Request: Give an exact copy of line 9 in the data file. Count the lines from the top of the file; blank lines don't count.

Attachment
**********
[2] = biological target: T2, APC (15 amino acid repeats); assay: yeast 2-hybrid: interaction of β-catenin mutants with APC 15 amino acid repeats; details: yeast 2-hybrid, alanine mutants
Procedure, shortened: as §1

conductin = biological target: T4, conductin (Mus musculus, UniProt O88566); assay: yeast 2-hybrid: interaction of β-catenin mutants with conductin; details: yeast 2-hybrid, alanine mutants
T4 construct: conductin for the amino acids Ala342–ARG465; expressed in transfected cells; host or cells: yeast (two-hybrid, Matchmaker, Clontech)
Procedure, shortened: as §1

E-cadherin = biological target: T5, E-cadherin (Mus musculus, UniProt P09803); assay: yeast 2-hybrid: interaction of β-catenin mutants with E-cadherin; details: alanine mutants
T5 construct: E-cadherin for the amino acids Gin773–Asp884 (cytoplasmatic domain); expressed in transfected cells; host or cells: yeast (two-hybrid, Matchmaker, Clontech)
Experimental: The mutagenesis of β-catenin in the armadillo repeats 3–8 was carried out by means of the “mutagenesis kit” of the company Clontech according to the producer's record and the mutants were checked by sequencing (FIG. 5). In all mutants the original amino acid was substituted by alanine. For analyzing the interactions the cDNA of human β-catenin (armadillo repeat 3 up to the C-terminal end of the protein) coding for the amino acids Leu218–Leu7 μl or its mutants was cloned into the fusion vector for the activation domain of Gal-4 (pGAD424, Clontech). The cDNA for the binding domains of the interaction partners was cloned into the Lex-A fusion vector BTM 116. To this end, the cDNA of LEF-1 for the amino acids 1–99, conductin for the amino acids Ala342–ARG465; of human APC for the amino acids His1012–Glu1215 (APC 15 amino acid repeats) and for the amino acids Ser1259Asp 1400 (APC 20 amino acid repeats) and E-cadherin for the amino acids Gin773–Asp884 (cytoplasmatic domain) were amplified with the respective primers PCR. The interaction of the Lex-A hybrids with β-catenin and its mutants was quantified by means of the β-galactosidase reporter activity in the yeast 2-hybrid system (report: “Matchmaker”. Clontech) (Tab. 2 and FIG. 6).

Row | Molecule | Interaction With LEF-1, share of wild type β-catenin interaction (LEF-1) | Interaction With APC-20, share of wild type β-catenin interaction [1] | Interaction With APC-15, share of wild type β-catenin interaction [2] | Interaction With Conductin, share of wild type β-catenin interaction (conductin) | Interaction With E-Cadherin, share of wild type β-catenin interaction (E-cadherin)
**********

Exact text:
Row | Molecule | Interaction With LEF-1, share of wild type β-catenin interaction (LEF-1) | Interaction With APC-20, share of wild type β-catenin interaction [1] | Interaction With APC-15, share of wild type β-catenin interaction [2] | Interaction With Conductin, share of wild type β-catenin interaction (conductin) | Interaction With E-Cadherin, share of wild type β-catenin interaction (E-cadherin)